How have your lives changed since you started Ask.fm?

Ilja: Not a whole lot. It’s not like we woke up one day and had money; the process is very slow. We didn’t invent an application or anything.

Mark: Yes, It’s not like we created Flappy Bird.

But you do have more money, right? What do you spend it on?

Ilja: Vegetables, fruits. I have a nice apartment, too. The rent is about $2,500 a month.

Mark: I travel more than I used to. I went to Thailand, I go to the U.S. occasionally. It’s nice to escape yourself.

TIME Internet

Study: Teens Aren’t Fleeing Facebook After All

US-FACEBOOK-MENLO PARK
A thumbs up or "Like" icon at the Facebook main campus ROBYN BECK—AFP/Getty Images

Kids are actually using the social network more than they did a year ago

Facebook isn’t dead yet. Far from it, in fact.

In October 2013, Facebook’s CFO admitted that young teens were visiting the social network less frequently. Following that announcement, anecdotal reports and a few different studies suggested that teens—the arbiters of cool—were fleeing Facebook en masse. Even if they kept an account, it wasn’t their primary social network. Teens in the U.S. especially were supposedly opting out of Facebook and into networks like Twitter and Tumblr.

But Facebook is making a comeback. Nearly 80% of U.S. teens still use Facebook and are more active on the social networking site than any other, according to a Forrester Research report. The survey, which polled 4,517 U.S. teens and tweens, found that almost half of the respondents (aged 12 to 17) said they use Facebook more than they did a year ago. And 28% of respondents say they’re on Facebook “all the time” (as opposed to “about once a day” or “at least a few times a day”), a higher percentage than any other service.

The results are actually consistent with a comScore report from earlier this year that found even though there was a three-percentage-point drop in Facebook usage among college-aged adults, 89% of those college kids still use the site. That is, again, better than any other social network is doing in that demographic.

Instagram was runner-up to Facebook in terms of time spent on the network, followed by Snapchat, Twitter, Vine and WhatsApp. That’s great news for Facebook: the company owns Instagram and is in the process of acquiring WhatsApp.

TIME Social Networking

Facebook Went Down Across the World While You Were Sleeping

Most people in the Western hemisphere slept through the longest Facebook outage since 2010.

Facebook went down for about 30 minutes early Thursday morning—and still the world kept turning.

Users around the world were greeted with the notification: “Sorry, something went wrong.”

It was among Facebook’s longest outages since 2010, when servers went down for 2.5 hours, according to Bloomberg. But Facebook now says it’s back up to 100 percent. The cause of the outage was not immediately known.

Of course, #Facebookdown began trending on Twitter with apocalyptic tweets like this:

and this:

And the media fretted, too:

The Guardian’s Erin McCann brings up a good point, though: Facebook referrals drive so much traffic on the web that while Facebook outages are a mere inconvenience for most users, they’re a much bigger problem for brands and media outlets.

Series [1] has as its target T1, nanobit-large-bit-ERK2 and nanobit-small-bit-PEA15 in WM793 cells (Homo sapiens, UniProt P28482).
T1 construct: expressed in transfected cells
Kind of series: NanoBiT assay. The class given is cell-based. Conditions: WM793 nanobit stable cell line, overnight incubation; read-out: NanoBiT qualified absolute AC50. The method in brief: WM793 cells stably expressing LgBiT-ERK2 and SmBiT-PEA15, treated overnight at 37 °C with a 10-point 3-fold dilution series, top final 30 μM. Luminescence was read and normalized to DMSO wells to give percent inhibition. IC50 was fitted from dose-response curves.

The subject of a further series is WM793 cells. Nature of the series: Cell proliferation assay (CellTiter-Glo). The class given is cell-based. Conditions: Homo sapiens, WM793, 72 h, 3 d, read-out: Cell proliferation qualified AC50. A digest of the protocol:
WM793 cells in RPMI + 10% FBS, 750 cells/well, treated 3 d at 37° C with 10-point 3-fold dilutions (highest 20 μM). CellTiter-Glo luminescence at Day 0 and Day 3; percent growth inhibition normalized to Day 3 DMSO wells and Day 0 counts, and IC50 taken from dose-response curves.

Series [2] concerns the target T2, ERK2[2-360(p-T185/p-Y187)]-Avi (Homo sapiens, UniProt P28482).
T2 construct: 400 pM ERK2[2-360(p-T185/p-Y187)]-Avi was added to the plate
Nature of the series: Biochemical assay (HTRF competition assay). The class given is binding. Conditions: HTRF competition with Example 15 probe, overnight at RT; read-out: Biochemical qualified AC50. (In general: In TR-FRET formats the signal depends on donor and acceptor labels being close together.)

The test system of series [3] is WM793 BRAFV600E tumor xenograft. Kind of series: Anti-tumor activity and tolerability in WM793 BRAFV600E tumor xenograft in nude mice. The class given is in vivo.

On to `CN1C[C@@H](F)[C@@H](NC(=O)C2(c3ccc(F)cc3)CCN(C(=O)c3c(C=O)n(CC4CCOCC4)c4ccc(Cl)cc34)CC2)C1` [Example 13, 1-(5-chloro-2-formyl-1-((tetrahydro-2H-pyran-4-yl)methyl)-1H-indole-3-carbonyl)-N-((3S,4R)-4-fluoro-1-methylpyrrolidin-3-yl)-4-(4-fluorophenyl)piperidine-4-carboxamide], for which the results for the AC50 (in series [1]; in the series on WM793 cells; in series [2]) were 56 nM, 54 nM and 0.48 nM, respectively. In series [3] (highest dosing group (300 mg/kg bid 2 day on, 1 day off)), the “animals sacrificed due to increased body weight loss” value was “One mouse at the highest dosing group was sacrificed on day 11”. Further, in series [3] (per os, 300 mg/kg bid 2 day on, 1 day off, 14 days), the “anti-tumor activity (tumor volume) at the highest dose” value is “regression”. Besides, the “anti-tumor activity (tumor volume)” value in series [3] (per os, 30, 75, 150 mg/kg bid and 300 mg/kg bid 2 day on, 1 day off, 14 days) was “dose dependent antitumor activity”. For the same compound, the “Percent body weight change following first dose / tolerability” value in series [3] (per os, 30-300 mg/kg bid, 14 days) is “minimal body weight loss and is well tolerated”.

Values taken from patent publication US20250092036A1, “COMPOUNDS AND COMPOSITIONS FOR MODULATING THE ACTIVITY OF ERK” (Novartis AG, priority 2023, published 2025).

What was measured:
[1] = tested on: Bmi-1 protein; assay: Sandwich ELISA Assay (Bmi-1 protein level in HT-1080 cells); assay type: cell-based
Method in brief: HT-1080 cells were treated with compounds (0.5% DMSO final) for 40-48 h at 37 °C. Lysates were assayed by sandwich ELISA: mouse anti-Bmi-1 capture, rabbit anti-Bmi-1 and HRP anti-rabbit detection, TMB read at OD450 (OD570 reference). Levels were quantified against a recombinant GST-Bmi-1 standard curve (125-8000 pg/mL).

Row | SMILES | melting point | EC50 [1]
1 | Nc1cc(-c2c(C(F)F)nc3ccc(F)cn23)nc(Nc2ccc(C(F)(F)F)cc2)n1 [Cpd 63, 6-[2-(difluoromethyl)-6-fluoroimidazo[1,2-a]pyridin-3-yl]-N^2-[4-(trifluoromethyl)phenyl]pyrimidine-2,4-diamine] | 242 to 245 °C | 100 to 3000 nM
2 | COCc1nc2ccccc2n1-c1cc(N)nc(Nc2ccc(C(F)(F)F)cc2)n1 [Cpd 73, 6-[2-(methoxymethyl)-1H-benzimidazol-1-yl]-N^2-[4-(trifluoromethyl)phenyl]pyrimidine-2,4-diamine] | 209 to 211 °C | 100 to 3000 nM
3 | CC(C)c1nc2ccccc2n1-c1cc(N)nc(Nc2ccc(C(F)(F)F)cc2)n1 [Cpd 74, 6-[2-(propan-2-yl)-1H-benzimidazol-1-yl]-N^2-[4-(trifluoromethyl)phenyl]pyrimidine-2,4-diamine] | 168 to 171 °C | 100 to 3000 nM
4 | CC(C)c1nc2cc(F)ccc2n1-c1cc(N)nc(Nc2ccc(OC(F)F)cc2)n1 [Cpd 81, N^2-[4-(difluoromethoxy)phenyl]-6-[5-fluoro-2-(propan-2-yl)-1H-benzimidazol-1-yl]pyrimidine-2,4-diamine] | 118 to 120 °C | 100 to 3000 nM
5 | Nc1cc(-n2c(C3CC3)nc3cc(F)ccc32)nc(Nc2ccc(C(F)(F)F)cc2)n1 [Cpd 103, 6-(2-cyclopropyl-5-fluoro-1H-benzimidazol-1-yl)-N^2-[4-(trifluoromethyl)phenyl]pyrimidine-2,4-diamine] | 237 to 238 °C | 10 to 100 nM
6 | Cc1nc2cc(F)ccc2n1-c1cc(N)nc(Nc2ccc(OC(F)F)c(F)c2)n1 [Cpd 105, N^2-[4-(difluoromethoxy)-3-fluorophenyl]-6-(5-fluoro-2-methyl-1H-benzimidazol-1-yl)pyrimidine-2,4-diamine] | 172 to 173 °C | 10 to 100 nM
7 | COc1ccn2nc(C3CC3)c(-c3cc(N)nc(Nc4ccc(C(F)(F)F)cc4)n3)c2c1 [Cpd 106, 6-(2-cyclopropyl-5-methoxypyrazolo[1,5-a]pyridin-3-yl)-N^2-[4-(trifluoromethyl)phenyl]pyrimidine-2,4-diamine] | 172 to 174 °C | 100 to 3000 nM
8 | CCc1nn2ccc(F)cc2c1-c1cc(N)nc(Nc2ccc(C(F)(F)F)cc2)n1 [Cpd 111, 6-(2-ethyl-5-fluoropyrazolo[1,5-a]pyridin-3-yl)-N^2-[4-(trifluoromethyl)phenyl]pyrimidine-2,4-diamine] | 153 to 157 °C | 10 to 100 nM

TIME facebook

Facebook Seeks EU Approval of WhatsApp Deal to Avoid Antitrust Headaches

The $19 billion acquisition isn't done just yet, as Facebook still needs regulatory approval in Europe.

Facebook has asked the European Commission to perform an antitrust review of its $19 billion WhatsApp acquisition, the Wall Street Journal reports. Such approval could help Facebook avoid dealing with numerous antitrust probes from European countries.

By getting approval at the EU level, Facebook may be able to avoid probes by individual countries, where national telecom companies may lobby aggressively to break up the deal. WhatsApp, which lets users exchange unlimited messages for $1 per year, has been hugely disruptive to the traditional text messaging business, especially outside the U.S.

In the U.S., the Federal Trade Commission approved the deal in April under the condition that Facebook and WhatsApp give notice and get permission to share information beyond their existing privacy settings.

TIME Social Networking

Facebook Changes Default Share Setting to Private

The social network tightens default settings amid criticism of its privacy practices

New Facebook users will start out with tighter privacy settings, Facebook announced Thursday in a post that laid out out several privacy-related updates. This reverses the social network’s 2009 decision to make the default setting “Public,” which allowed everyone on the Internet, not just individual users’ friends, to view users’ content.

Existing users will be offered a “privacy checkup,” a pop-up which reminds them of their current privacy settings and shows them how to select a specific audience before posting content.

We recognize that it is much worse for someone to accidentally share with everyone when they actually meant to share just with friends, compared with the reverse,” said the company in a post.

The company has previously been criticized by privacy advocates for making its settings too complicated, and is currently under scrutiny by European and U.S. privacy officials. Facebook previously settled privacy claims with the Federal Trade Commission in August of 2012.